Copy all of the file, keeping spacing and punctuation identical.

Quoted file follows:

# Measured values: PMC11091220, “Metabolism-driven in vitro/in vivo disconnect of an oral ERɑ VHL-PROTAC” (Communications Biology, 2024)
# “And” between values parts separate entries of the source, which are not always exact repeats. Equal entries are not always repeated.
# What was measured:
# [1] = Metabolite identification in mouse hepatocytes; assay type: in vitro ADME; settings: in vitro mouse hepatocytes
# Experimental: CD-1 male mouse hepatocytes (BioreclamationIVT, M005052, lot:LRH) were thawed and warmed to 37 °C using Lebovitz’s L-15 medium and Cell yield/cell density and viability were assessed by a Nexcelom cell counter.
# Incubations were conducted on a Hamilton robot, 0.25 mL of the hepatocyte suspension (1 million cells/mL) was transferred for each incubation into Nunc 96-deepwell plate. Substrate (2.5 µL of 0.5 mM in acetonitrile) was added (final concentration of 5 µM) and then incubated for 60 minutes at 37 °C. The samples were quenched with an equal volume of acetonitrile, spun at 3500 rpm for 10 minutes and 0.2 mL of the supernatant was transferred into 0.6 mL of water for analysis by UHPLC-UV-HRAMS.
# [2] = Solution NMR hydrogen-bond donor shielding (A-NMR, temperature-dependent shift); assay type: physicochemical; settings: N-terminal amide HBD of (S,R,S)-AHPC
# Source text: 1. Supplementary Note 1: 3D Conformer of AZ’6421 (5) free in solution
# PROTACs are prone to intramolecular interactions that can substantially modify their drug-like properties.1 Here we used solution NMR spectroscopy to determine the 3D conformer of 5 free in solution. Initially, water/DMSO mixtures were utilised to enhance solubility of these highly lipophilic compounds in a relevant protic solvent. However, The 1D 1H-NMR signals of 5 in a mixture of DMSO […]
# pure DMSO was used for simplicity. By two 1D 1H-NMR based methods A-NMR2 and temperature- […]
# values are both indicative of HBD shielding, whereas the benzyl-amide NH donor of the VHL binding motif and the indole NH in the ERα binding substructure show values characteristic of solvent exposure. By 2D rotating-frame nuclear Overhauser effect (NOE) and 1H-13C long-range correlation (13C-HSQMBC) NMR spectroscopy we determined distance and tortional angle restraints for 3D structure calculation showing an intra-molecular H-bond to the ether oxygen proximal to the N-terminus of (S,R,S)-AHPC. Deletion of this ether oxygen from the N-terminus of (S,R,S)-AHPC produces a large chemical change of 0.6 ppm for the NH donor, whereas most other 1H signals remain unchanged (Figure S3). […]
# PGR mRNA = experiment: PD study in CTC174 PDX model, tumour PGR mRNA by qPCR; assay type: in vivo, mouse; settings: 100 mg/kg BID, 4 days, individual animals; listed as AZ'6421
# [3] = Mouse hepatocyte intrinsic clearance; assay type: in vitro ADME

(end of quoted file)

# Measured values: PMC11091220, “Metabolism-driven in vitro/in vivo disconnect of an oral ERɑ VHL-PROTAC” (Communications Biology, 2024)
# “And” between values parts separate entries of the source, which are not always exact repeats. Equal entries are not always repeated.
# What was measured:
# [1] = Metabolite identification in mouse hepatocytes; assay type: in vitro ADME; settings: in vitro mouse hepatocytes
# Experimental: CD-1 male mouse hepatocytes (BioreclamationIVT, M005052, lot:LRH) were thawed and warmed to 37 °C using Lebovitz’s L-15 medium and Cell yield/cell density and viability were assessed by a Nexcelom cell counter.
# Incubations were conducted on a Hamilton robot, 0.25 mL of the hepatocyte suspension (1 million cells/mL) was transferred for each incubation into Nunc 96-deepwell plate. Substrate (2.5 µL of 0.5 mM in acetonitrile) was added (final concentration of 5 µM) and then incubated for 60 minutes at 37 °C. The samples were quenched with an equal volume of acetonitrile, spun at 3500 rpm for 10 minutes and 0.2 mL of the supernatant was transferred into 0.6 mL of water for analysis by UHPLC-UV-HRAMS.
# [2] = Solution NMR hydrogen-bond donor shielding (A-NMR, temperature-dependent shift); assay type: physicochemical; settings: N-terminal amide HBD of (S,R,S)-AHPC
# Source text: 1. Supplementary Note 1: 3D Conformer of AZ’6421 (5) free in solution
# PROTACs are prone to intramolecular interactions that can substantially modify their drug-like properties.1 Here we used solution NMR spectroscopy to determine the 3D conformer of 5 free in solution. Initially, water/DMSO mixtures were utilised to enhance solubility of these highly lipophilic compounds in a relevant protic solvent. However, The 1D 1H-NMR signals of 5 in a mixture of DMSO […]
# pure DMSO was used for simplicity. By two 1D 1H-NMR based methods A-NMR2 and temperature- […]
# values are both indicative of HBD shielding, whereas the benzyl-amide NH donor of the VHL binding motif and the indole NH in the ERα binding substructure show values characteristic of solvent exposure. By 2D rotating-frame nuclear Overhauser effect (NOE) and 1H-13C long-range correlation (13C-HSQMBC) NMR spectroscopy we determined distance and tortional angle restraints for 3D structure calculation showing an intra-molecular H-bond to the ether oxygen proximal to the N-terminus of (S,R,S)-AHPC. Deletion of this ether oxygen from the N-terminus of (S,R,S)-AHPC produces a large chemical change of 0.6 ppm for the NH donor, whereas most other 1H signals remain unchanged (Figure S3). […]
# PGR mRNA = experiment: PD study in CTC174 PDX model, tumour PGR mRNA by qPCR; assay type: in vivo, mouse; settings: 100 mg/kg BID, 4 days, individual animals; listed as AZ'6421
# [3] = Mouse hepatocyte intrinsic clearance; assay type: in vitro ADME